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What the Bible says about "salvation"

 Salvation.  People often talk about it and say all who are accountable for their sins need it, but what is “salvation”?

Outside the New Testament the concept of “salvation” meant different things.  As noted by Barclay (New Testament words, p. 268), salvation sometimes meant “deliverance” or “preservation.”  It also described a “man’s safe return to his own home or Holy Spirit own country after an absence and a journey.  It can mean a ‘guarantee of safety’ or a ‘security against danger’” (ibid).

In the Septuagint salvation described things like safety and security (compare Prov. 11:14; Gen. 44:17).  When the nation of Israel was delivered by means of the Red Sea Moses said this was an example of “salvation” (Ex. 14:13).  Later in the Old Testament (Judg. 15:18) there was “great deliverance” (salvation) from the Philistines.  There was also “salvation” (deliverance) from other pagan nations.

When we look at the New Testament we find there is a “way of salvation” that is to be “proclaimed” (Acts 16:17).  Salvation is said to be “of God” (Acts 28:28) and God’s power to save people occurs through the “gospel” (Rom. 1:16).  Confession is part of the salvation process (Rom. 10:10), but we are not saved by confession alone.  We should seek salvation “now” (2 Cor. 6:2) because we are not guaranteed tomorrow.

Being sorry for our sins does not save us, but godly sorrow “works repentance unto salvation” (2 Cor. 7:10).  We are not saved by works of merit (Tit. 3:5); we are, however, saved by “obeying the gospel” (2 Thess. 1:8).  This is why Paul said we need to “work out our own salvation with fear and trembling” (Phil. 2:12).  Salvation must be “worked out” through Christ (1 Thess. 5:9), for salvation is in “no other name” (Acts 4:12).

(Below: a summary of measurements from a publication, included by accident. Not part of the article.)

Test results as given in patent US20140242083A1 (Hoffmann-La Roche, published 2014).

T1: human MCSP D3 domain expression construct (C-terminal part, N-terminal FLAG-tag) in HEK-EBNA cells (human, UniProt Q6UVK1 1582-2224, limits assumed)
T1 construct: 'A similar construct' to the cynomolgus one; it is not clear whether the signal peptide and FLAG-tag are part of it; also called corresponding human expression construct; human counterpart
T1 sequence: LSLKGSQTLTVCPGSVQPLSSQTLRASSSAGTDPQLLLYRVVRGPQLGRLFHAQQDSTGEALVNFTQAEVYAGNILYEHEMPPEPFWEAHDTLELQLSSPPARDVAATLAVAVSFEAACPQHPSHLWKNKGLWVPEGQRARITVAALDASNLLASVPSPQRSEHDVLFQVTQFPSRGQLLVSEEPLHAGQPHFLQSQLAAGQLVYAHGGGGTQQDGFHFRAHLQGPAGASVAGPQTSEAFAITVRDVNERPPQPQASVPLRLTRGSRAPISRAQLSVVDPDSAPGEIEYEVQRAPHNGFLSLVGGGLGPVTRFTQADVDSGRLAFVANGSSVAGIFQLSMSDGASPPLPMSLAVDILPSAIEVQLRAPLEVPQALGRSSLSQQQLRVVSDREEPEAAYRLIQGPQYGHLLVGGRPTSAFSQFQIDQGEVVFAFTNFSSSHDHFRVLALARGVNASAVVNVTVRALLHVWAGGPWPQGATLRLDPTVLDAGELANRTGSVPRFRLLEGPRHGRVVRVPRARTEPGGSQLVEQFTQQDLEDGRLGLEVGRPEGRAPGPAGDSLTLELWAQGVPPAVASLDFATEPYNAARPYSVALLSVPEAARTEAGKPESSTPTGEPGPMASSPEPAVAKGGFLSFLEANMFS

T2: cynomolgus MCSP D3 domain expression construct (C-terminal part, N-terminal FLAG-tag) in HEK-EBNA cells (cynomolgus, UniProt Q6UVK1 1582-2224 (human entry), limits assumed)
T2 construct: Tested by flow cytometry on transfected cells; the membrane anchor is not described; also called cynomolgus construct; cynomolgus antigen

Unlike the doctrine of Calvinism that says salvation is only for a few people, the Bible says the “grace of God has appeared” and salvation is available to “all men” (Tit. 2:11).  All can be saved, but some “neglect” this salvation (Heb. 2:3).  Others do not neglect God’s salvation, but they do not “obey” God’s terms for it (Heb. 5:9) and will thus be lost.  God says the “end of our faith” is the “salvation of our soul” (1 Pet. 1:9).  Old Testament prophets were very interested in this salvation (1 Pet. 1:10), but the information about the New Testament era and Christianity was not fully revealed to them.  We now have this information and we are to “grow” in our knowledge of salvation (1 Pet. 2:2).

Jude 3 tells us that salvation is “common” (i.e. people are not saved in different ways—all people are saved in the same way).  Have you received the “common” salvation?